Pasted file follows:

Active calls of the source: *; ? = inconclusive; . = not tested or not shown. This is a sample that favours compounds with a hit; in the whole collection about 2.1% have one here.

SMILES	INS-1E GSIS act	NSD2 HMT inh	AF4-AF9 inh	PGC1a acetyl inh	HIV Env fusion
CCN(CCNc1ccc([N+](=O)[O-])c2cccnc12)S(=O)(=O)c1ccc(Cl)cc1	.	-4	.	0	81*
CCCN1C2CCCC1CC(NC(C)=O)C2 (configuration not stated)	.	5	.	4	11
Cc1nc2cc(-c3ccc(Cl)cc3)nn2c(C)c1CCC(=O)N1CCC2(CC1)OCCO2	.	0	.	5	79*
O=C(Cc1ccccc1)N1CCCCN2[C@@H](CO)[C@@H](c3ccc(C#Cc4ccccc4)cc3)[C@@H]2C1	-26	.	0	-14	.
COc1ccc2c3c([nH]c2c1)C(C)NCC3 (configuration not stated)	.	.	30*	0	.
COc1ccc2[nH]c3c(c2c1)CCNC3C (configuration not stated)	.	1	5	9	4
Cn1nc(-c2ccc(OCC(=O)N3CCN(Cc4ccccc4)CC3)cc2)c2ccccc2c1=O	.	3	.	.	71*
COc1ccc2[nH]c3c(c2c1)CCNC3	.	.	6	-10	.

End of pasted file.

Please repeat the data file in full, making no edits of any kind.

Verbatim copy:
Active calls of the source: *; ? = inconclusive; . = not tested or not shown. This is a sample that favours compounds with a hit; in the whole collection about 2.1% have one here.

SMILES	INS-1E GSIS act	NSD2 HMT inh	AF4-AF9 inh	PGC1a acetyl inh	HIV Env fusion
CCN(CCNc1ccc([N+](=O)[O-])c2cccnc12)S(=O)(=O)c1ccc(Cl)cc1	.	-4	.	0	81*
CCCN1C2CCCC1CC(NC(C)=O)C2 (configuration not stated)	.	5	.	4	11
Cc1nc2cc(-c3ccc(Cl)cc3)nn2c(C)c1CCC(=O)N1CCC2(CC1)OCCO2	.	0	.	5	79*
O=C(Cc1ccccc1)N1CCCCN2[C@@H](CO)[C@@H](c3ccc(C#Cc4ccccc4)cc3)[C@@H]2C1	-26	.	0	-14	.
COc1ccc2c3c([nH]c2c1)C(C)NCC3 (configuration not stated)	.	.	30*	0	.
COc1ccc2[nH]c3c(c2c1)CCNC3C (configuration not stated)	.	1	5	9	4
Cn1nc(-c2ccc(OCC(=O)N3CCN(Cc4ccccc4)CC3)cc2)c2ccccc2c1=O	.	3	.	.	71*
COc1ccc2[nH]c3c(c2c1)CCNC3	.	.	6	-10	.